Night shifts connected with increased heart disease risk: says Study

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The change of night shifts may increase somewhat the risk of heart disease in women, according to a new study.

The study, published in the journal JAMA, found that women who have been working for the past 10 years or more in changing night shift develop 15 to 18 percent higher risk of heart disease (CHD), the most commonly known heart disease.

There are multiple risk factors at work to cause heart disease, such as poor diet, smoking, sedentary lifestyle and increased body mass index. However, despite controlling these risk factors, researchers still found an increased risk of coronary heart disease-related changes in work shifts said a lead author Celine Vetter, of Brigham United States and Women’s Hospital.

The researchers studied the relationship between the change of shift work at night and heart disease, using information from the long-term Nurses’ Health Study I and II, which has followed the work of 240,000 nurses in a span of 24 years.

The study involved 189,000 nurses who worked rotating night shifts and reported working on at least three night shifts per month in addition to morning and afternoon shifts.

Nurses also revealed his state of heart health, referring to the fact that if they had an angiogram that showed induced chest pain, heart disease, a heart attack or cardiovascular conditions such as coronary artery graft surgery, angioplasty or stents.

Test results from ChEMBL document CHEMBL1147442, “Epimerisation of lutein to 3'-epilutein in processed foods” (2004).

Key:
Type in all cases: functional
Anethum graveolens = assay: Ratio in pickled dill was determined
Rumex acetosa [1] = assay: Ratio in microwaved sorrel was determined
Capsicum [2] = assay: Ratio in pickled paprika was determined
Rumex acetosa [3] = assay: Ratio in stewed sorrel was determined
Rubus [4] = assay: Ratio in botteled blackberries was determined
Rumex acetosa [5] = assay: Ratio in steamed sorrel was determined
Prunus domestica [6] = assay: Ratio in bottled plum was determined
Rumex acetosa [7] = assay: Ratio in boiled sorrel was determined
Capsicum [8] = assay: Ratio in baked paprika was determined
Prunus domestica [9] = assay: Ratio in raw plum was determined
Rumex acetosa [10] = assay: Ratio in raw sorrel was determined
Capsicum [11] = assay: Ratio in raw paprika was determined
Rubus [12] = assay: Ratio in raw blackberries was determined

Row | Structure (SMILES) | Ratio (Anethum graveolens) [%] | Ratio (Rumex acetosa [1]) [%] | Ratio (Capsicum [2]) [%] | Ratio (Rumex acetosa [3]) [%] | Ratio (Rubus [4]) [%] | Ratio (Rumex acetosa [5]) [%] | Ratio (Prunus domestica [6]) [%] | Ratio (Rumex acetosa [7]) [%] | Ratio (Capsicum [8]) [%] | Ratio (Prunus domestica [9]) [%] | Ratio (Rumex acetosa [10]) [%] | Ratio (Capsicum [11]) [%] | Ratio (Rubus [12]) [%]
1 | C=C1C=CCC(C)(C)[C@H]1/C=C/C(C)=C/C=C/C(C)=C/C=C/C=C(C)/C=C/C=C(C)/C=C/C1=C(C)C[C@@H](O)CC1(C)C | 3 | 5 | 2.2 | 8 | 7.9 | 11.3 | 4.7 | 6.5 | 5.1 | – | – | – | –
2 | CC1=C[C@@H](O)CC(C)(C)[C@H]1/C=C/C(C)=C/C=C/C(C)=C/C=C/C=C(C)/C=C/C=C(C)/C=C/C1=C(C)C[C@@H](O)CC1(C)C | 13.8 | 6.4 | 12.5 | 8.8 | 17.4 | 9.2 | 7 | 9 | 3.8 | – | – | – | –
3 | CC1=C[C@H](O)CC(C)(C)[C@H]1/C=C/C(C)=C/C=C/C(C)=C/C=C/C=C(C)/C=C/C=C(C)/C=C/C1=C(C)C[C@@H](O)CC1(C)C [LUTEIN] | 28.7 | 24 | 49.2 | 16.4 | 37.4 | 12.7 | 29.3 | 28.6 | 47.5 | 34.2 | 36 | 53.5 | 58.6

In the case of death or an attack on the self-reported heart, information was approved by death certificates and medical records to ensure that the incident was related to heart disease.

Through questionnaires also collected date in obvious risk factors of coronary disease every two to four years throughout the investigation period.

Over a span of 24 years, took more than 10,000 new cases of coronary heart disease developed place.

The evaluation suggests that the increasing years of night rotating shifts were connected with “statistically significant but small absolute increase” in risk of coronary heart disease.

In addition, the researchers also found that recent night shifts may be more relevant for the development of CHD risk and increased time since the work was left shift is connected with risk reduction of heart disease.

Vetter said their study results are in sync with other findings; however, it is possible that changing work schedules could lead to a different risk, and do not have much information on exact working hours as well as the start and end of work. However, they believe that their study results highlight the need for further research.

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